Besides the lack of religious direction, a second characteristic of characters in abortion short stories and novels is that they are bereft of family considerations. Whether it is Roberta in Dreiser's An American Tragedy (1925), Vida in Brautigan's The Abortion: An Historical Romance 1966 (1971), or characters in various abortion films such as 4 Months, 3 Weeks, and 2 Days (2008), abortion works with a decidedly anti-life perspective cannot rely on a loving mother, a concerned father, or a circle of extended family members (grandparents and other relatives) who can assist the mother so that she chooses life for her unborn child and saves herself from a procedure that will harm her emotionally and physically.

Finally, a corollary of the preceding attribute but one which must be discussed separately, the staple characters of life-denying novels are largely alone in the world, either pre- or post-abortion, finding no one in whom they can confide their sorrow. This sense of alienation is evident even when the author tries to make a hero out of his or her pro-abortion character. The attempt fails, of course, because the ancient wisdom surrounding abortion as an evil act simply cannot be refuted by a contemporary author who thinks that his or her 300-page novel will undo centuries of a connotation deeply entrenched in the psyche of the reading public. Moreover, consistent with the moral aspect, abortion generates sadness because it is a manifestation of the disruption in the spiritual lives of characters, an example of the cosmic battle between life-denying and life-affirming spiritual forces in the Judeo-Christian world. Perhaps this is why the film Obvious Child , which is styled a comedy although it is a highly politicized statement on abortion, is now commonly considered a box office flop. There simply is nothing comedic about abortion. 14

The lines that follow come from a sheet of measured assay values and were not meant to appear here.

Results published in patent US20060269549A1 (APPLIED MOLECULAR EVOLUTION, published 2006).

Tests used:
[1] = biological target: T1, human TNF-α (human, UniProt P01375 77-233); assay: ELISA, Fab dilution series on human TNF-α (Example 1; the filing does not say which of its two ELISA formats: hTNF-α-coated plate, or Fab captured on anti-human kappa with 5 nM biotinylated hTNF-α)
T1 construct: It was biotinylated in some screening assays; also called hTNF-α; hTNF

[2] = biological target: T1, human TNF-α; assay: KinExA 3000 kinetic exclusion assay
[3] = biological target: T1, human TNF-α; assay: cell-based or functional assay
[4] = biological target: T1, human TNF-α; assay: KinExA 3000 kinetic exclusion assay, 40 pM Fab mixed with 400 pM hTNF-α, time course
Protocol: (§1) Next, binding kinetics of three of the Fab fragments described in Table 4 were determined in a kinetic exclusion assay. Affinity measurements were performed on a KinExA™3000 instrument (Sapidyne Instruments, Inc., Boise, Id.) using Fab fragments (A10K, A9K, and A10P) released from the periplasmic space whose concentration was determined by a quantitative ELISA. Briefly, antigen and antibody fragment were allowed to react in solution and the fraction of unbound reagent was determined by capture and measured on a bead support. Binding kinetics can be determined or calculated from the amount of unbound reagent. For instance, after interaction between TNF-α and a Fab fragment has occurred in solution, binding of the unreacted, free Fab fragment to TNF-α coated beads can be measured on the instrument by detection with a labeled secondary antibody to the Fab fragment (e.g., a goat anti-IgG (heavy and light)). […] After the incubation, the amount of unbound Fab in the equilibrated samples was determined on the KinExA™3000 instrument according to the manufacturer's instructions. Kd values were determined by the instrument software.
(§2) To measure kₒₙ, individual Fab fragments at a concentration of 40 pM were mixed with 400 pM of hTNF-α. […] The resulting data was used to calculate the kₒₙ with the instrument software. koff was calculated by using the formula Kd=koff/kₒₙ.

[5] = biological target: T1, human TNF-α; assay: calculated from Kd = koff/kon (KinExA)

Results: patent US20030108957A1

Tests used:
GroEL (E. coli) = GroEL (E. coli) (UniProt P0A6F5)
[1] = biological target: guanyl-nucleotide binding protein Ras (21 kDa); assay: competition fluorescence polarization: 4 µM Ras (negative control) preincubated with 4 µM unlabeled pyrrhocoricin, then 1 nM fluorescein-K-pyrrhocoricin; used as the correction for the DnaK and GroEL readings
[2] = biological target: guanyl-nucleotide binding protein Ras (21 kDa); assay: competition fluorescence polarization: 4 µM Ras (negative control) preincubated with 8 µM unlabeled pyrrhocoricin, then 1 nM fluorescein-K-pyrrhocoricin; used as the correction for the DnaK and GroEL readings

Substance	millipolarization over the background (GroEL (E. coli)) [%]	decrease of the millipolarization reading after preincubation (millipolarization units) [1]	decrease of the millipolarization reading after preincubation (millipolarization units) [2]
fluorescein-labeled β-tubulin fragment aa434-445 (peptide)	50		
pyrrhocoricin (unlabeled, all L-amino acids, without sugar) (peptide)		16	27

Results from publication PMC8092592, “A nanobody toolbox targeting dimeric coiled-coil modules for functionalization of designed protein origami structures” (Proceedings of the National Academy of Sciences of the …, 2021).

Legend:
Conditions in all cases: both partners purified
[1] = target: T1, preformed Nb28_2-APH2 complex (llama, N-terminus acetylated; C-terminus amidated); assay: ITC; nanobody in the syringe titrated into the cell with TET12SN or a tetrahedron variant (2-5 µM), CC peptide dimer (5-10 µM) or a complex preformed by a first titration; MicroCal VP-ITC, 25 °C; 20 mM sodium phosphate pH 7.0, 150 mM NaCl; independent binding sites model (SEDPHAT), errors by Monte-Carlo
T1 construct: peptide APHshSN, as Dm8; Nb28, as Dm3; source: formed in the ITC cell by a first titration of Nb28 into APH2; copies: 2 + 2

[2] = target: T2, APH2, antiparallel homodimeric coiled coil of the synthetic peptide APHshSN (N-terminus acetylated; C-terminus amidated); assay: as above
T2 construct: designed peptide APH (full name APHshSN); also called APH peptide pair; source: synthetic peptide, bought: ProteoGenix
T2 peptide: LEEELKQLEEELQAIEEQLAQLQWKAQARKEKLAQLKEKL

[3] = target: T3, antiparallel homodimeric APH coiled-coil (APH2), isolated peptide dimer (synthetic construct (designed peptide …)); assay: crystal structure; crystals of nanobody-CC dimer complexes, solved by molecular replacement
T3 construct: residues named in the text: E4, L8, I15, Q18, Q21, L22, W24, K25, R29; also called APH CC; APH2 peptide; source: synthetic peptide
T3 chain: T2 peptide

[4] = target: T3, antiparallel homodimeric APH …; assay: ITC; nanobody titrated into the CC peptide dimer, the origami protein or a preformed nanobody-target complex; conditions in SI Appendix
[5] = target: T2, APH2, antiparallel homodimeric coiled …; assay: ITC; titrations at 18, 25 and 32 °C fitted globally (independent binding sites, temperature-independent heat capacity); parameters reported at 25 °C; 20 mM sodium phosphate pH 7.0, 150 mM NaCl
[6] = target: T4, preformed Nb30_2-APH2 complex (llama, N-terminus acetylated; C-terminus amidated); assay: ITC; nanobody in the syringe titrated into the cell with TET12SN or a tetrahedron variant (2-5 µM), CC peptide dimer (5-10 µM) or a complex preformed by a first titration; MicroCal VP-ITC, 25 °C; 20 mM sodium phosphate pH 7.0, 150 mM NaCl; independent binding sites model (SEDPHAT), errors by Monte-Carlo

The myopic life-denying (and often strident anti-life) perspective of dominant American literature crosses age categories and genres. Elsewhere, the bias in American literature against the pro-life perspective has been discussed in specific works of drama, 15 fiction, 16 and poetry; in works for adults and teens; within specific ethnic groups (such as the larger American culture, European literature, Arabic literature, and South Korean literature); and within important minority groups in the United States, including African Americans and Latinos. 17 Consistently, across all categories, characters in abortion works illustrating an anti-life perspective experience grief, fail in other relationships, lack consoling family members, and feel awkward in their worlds. This last attribute may account for some life-denying works which are properly deemed not so much dystopias, as in Margaret Atwood's The Handmaid's Tale (1986), but often fantastical creations of worlds where the restoration of the first civil right to life involves the impositions of ultraconservative principles, as in Hillary Jordan's When She Woke (2011).